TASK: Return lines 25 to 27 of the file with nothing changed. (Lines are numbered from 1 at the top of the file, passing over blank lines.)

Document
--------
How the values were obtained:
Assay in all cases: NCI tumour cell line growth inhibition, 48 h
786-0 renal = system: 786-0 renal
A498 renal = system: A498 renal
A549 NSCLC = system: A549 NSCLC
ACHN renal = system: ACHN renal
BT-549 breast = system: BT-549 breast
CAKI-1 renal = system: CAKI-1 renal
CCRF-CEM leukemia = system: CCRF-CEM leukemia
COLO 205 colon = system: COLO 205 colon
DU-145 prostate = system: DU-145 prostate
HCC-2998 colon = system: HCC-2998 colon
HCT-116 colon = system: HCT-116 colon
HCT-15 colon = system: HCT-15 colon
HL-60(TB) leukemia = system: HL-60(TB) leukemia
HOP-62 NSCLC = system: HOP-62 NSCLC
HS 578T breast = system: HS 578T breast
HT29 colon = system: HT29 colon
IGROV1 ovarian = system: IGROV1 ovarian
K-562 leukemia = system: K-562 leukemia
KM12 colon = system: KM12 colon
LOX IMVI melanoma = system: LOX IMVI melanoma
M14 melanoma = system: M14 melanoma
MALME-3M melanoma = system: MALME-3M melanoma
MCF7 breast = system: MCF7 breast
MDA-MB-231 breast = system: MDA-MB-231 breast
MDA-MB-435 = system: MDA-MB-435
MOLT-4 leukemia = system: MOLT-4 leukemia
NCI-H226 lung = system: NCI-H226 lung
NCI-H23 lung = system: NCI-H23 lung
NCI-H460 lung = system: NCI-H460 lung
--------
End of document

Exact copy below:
MCF7 breast = system: MCF7 breast
MDA-MB-231 breast = system: MDA-MB-231 breast
MDA-MB-435 = system: MDA-MB-435